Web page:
The Latest Morningstar Barometer Report is Out - What is the Key Takeaway?

In its latest semiannual report, the Morningstar Active/Passive Barometer revealed a slight uptick in the short-term success rates of active fund managers as measured against the performance of passive funds. While that could indicate a reversal of a long-term trend in which the performance of active fund managers has been losing ground against their passive fund counterparts, Morningstar analysts are quick to point out that one uptick does not make a trend. In fact, in the report, Morningstar doubled-down on its findings from earlier reports that “Picking good active managers is hard and keeping costs low is paramount.”

 

What Exactly is the Morningstar Barometer?

 

The Morningstar Barometer is an objective analysis that compiles all of the performance data on actively managed mutual funds and compares it to a composite made up of relevant passive index funds, including exchange-traded funds (ETFs) and reports the results twice a year. Since the inception of the report, Morningstar has found that, as a whole, actively managed funds underperform their passive counterparts, especially over longer term time horizons. Over a 10-year period, equity passive funds generated an average 0.65% greater annual return than active funds. Morningstar attributes much of the underperformance to the higher fees charged by active funds.

 

What Does it Tell Us About the Success Rate of Active Managers?

 

The current report does show a marked year-over-year improvement in active fund success rates in several categories. However, as Morningstar points out, much of the improvement was achieved through fund managers scurrying to take advantage of temporary conditions that may or may not repeat themselves. Some also had to step outside their investment style boxes to grab returns where they could find them. Of course, investors paid handsomely for the extra maneuvering with higher management fees. As the Active/Passive Barometer has clearly shown in the past, a relatively small number of “successful” active managers are able to repeat a strong performance.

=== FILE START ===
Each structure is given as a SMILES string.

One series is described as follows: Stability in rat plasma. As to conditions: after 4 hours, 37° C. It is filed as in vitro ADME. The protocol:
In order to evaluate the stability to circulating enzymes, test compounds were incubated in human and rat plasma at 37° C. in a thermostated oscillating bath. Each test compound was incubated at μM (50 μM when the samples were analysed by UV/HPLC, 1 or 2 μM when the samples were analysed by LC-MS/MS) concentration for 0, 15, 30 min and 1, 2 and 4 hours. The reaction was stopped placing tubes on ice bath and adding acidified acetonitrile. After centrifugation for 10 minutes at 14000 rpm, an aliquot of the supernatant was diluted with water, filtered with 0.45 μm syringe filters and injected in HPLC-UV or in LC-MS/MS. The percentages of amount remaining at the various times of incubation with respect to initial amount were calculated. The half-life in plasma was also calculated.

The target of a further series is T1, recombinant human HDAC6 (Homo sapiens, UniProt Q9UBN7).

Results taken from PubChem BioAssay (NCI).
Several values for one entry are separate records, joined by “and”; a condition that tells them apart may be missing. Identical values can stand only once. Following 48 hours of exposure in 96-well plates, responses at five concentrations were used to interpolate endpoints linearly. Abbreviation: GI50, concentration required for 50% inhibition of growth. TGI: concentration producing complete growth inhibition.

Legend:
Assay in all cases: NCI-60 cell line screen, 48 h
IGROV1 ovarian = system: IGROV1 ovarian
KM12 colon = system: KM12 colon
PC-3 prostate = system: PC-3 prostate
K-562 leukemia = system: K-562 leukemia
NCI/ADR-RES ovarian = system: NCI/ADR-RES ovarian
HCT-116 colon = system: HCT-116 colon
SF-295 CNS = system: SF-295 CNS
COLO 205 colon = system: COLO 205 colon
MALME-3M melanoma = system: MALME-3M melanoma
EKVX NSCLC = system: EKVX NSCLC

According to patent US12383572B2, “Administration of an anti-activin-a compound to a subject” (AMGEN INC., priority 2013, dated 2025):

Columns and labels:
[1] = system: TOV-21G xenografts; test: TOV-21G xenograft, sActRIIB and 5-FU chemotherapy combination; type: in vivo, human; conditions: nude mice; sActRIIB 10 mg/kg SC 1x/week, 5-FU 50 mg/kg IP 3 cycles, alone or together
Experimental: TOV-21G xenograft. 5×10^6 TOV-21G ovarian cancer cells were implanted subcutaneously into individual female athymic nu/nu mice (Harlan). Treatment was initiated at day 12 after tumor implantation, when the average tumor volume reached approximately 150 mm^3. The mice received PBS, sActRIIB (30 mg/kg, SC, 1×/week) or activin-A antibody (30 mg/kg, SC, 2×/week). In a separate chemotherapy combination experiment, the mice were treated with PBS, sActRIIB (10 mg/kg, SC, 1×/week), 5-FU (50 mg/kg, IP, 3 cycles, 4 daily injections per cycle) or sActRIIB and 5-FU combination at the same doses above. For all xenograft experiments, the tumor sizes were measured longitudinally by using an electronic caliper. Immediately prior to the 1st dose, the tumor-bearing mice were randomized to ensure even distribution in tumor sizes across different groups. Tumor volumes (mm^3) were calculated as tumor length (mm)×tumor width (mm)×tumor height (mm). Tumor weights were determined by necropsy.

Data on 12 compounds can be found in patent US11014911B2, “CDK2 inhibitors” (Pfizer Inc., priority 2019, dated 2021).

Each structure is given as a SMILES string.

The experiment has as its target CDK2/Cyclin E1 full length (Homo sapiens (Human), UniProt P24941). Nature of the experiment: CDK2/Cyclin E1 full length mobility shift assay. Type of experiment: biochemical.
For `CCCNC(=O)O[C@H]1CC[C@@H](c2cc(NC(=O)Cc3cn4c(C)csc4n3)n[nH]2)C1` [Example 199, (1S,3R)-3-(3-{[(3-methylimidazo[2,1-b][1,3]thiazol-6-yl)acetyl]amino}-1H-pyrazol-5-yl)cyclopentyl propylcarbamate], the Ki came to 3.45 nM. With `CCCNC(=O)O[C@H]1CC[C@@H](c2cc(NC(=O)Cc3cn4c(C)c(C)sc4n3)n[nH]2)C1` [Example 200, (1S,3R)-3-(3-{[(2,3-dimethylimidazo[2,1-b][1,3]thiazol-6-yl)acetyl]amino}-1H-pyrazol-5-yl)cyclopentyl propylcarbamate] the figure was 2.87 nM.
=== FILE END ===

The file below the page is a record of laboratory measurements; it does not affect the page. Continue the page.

What is the Key Takeaway from the Report?

 

The key takeaway for international investors is that fees matter. According to Morningstar, the average expense ratio for active funds is 0.79%, nearly four times the average cost for passive funds, which is 0.20%. Expense ratios on active funds can run as high a 3.0%, while on passive funds they can be as low as 0.05%. 

 

While a one point difference in fees may not seem like a lot, consider the performance of $100,000 invested over a 30-year period. Assuming a 6.5% annualized return, this is how much is accumulated based on the percentage charged each year:

 

1% fee

$498,395

2% fee

$374,531

3% fee

$280,679

 

That’s a difference of nearly $220,000, which is lost to investment fees.

 

Morningstar presents its Active/Passive Barometer as a starting point for investors to use in assessing their odds of selecting a winner when choosing among active fund managers. As it has shown since it first publishing the report, when investors focus on fees – the lower the better – they improve their chances of selecting a manager that can beat their passive rivals.

 

Optimizing Your Portfolio with Passive Funds

 

Today, there are thousands of low cost, passively managed index funds and ETFs covering nearly every conceivable market index or class of stocks. While keeping investment costs to a minimum, it is now possible for any investor to create a well-diversified portfolio with an optimum asset allocation for their particular risk-return profile. Although it is not exactly rocket science, structuring an optimum asset allocation utilizing the vast universe of passive funds, does require a certain level of expertise in portfolio management with the ability to select the right mix of funds to meet your return objectives. If you have to pay an extra half a point to someone, it should be the portfolio manager who is investing with your best interests in mind.

 

 

 

Vitali Butbaev